Pictorialism is the name given to a photographic movement in vogue from around 1885 following the widespread introduction of the dry-plate process. It reached its height in the early years of the 20th century, and declined rapidly after 1914 after the widespread emergence of Modernism.
Pictorialism largely subscribed to the idea that art photography needed to emulate the painting and etching of the time. Most of these pictures were black & white or sepia toned. Among the methods used were soft focus, special filters and lens coatings, heavy manipulation in the darkroom, and exotic printing processes.
Despite the aim of artistic expression, the best of such photographs paralleled the impressionist style then current in painting. Looking back from the present day, we can also see close parallel between the composition and picturesque subject of genre paintings and the bulk of pictorialist photography. An American circle of photographers later renounced pictorialism altogether and went on to found Group f/64, which espoused the ideal of unmanipulated, or straight photography.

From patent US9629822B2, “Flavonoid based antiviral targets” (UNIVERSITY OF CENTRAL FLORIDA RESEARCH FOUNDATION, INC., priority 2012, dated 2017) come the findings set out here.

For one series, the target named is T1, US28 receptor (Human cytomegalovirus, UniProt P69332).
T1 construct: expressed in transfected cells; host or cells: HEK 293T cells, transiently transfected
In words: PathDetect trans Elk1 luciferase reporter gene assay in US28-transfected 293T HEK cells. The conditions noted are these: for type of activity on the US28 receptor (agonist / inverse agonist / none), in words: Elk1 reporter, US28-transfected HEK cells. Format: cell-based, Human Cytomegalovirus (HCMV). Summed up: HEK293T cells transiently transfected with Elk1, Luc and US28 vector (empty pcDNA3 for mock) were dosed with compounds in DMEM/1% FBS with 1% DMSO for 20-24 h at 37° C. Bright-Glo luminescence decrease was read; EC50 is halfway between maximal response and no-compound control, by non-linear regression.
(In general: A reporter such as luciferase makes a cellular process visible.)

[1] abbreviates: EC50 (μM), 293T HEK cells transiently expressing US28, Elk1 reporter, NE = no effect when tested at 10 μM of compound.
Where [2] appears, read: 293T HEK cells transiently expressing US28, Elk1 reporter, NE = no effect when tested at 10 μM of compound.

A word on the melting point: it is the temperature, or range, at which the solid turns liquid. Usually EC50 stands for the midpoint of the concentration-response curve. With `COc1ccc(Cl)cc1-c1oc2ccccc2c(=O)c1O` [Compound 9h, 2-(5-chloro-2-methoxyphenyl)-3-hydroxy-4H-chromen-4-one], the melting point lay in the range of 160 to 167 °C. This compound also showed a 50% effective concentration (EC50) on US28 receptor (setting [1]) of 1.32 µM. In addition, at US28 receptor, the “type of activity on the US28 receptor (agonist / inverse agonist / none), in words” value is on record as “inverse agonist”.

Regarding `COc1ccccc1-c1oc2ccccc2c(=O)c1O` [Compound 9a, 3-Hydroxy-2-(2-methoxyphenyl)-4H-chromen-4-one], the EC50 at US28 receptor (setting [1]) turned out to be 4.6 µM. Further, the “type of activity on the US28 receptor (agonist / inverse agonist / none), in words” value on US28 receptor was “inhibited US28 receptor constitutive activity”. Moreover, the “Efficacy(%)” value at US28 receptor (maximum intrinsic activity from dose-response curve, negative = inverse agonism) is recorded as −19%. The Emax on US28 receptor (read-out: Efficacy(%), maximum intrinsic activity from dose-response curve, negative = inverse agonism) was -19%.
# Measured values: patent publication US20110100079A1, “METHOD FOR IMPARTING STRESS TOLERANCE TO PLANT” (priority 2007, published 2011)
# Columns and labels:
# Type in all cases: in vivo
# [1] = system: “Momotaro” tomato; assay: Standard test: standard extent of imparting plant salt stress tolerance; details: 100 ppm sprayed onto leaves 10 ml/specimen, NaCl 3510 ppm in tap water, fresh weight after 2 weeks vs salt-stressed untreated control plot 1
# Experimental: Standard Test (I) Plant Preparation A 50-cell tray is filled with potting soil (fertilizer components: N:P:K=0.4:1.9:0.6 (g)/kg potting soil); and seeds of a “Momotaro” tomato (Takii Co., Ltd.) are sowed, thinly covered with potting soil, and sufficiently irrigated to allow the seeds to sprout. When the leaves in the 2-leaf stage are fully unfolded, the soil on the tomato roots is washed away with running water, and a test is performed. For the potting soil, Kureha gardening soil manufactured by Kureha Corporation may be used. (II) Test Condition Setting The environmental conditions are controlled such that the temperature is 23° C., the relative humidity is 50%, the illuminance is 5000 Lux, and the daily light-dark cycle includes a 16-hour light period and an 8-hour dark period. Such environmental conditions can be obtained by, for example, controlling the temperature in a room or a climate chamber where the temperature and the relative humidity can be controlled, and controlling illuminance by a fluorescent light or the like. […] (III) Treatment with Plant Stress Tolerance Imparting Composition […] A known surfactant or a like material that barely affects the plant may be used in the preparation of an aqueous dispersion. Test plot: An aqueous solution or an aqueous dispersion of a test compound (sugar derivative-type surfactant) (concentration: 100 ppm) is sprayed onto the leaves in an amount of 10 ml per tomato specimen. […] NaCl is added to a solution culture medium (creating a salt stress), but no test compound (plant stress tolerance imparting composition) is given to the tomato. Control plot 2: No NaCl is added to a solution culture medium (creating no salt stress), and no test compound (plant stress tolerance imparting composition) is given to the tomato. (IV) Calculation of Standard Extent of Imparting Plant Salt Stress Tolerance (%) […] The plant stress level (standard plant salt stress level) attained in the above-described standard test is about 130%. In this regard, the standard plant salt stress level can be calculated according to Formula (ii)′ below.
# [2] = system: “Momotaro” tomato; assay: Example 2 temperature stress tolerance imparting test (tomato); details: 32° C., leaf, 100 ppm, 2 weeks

Isle of Man Mansions
One of the most important publications that promoted Pictorialism was Alfred Stieglitz's "Camera Work" 1903 - 1917. Each publication had up to 12 plates that were reproduced in Photogravure, Halftone or Collotype. These plates are now collected and very sought after in the art world. Most of the photographers that made up the issues were members of the Photo-Secession, a group that promoted photography as art and soon moved away from the ideals of pictorialism.